Remember, asthma isn’t a prescription, or excuse, for cavities. With a few simple preventative measures, your child can maintain his or her oral health and ensure a beautiful smile for life. If you have questions or concerns about your child’s teeth, or you are looking for a dental home for your child, Anderson Pediatric Dentistry would love to give you Something to Smile About! Call our office today at 864-760-1440.
The old song says, “When you smile, the whole world smiles with you.” It turns out, there’s actually some truth in it. Your smile may not be able to make the entire world smile, but it definitely holds some power. The simple act of smiling can produce a variety of positive side effects.
Research has shown that smiling can elevate your mood and increase your general sense of well-being. Smiling activates the release of neuropeptides that work toward fighting off stress. Neuropeptides help send messages to your body about how you are feeling. Dopamine, endorphins and serotonin are referred to as the “feel-good” neurotransmitters. And they are all released when you smile! The release of these feel-good neurotransmitters not only makes you feel good, but they help to relax your body and can even lower your heart rate and blood pressure. As if that’s not enough to make you want to smile, there’s more! These endorphins also act as a natural pain reliever and an anti-depressant and natural mood enhancer.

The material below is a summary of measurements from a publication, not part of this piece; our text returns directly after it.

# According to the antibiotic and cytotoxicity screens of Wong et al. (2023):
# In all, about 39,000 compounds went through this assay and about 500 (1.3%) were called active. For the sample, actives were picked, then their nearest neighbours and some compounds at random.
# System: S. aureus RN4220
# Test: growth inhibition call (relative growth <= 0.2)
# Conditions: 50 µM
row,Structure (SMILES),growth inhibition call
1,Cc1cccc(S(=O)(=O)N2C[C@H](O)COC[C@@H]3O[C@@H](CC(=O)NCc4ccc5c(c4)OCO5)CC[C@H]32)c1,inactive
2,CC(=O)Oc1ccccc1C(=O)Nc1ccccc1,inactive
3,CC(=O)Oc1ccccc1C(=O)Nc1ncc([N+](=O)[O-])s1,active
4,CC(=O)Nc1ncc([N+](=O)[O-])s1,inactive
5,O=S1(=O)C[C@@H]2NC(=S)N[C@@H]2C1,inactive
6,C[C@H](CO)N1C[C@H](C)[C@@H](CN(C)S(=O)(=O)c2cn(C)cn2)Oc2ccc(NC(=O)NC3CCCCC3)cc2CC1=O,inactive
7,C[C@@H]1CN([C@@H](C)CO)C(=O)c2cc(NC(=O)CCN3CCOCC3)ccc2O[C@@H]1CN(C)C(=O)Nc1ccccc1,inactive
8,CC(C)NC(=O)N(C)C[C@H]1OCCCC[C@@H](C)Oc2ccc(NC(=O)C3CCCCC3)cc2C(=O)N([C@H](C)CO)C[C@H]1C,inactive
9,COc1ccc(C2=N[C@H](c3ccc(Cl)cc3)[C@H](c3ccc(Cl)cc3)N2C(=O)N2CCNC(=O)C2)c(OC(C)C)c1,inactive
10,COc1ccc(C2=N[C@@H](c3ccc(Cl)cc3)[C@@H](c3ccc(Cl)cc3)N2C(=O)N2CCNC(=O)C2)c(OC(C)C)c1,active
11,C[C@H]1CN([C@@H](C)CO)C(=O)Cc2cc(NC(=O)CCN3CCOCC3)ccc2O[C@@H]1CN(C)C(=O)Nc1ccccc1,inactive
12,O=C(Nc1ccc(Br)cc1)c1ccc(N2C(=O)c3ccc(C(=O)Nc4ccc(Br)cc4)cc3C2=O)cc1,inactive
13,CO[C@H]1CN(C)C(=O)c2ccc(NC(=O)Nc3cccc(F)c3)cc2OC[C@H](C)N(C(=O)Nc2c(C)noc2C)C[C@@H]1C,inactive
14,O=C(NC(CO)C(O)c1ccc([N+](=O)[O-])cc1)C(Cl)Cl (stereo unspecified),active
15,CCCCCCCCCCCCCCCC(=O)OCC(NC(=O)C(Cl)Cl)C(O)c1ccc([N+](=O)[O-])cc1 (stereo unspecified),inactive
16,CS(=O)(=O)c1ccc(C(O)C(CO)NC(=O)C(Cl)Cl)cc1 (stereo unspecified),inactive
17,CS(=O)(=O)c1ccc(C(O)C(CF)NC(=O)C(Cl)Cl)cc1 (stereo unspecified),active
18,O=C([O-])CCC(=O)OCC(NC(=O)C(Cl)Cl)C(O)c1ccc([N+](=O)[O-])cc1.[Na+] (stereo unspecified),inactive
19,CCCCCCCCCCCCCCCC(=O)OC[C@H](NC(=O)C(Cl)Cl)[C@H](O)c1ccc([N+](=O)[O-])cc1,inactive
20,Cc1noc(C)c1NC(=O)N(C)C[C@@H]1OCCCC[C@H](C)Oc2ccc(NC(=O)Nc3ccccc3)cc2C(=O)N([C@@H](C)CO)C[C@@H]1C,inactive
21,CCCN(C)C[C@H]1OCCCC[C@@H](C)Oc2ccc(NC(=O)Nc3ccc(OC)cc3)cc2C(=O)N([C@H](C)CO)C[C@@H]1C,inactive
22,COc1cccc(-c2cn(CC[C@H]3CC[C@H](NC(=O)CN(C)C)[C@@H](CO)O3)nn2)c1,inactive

Still not convinced of the power of a smile? There’s more.
Did you know that a smile can make you look younger? Studies have found that people view smiling individuals as attractive, reliable and relaxed. Researchers at the Face Research Laboratory in Scotland found that both men and women are more attracted to images of people who made eye contact and smiled, than those who did not.
A smile can also make people react to and treat you differently. Research has shown that a smile truly is contagious. Your brain naturally wants to smile back at someone when they smile at you. How’s that for a powerful life tool. A nice smile can quickly diffuse a situation, encourage people to be more receptive to you and even make you look and feel better!
Don’t believe all the hype? Still skeptical? Try it for yourself and see what happens. Make the effort to smile today, and every day, and see if it can make you feel better! The worst that can happen is that you will appear happier and friendlier!
Want to learn more about your smile and the power it holds. Check out these great articles:
Don’t forget to take care of your teeth so that you and the world can see a more beautiful smile each day. If you are looking for a dental home for your child, Anderson Pediatric Dentistry welcomes you. Give us a call at 864-760-1440 and let us give you Something to Smile About!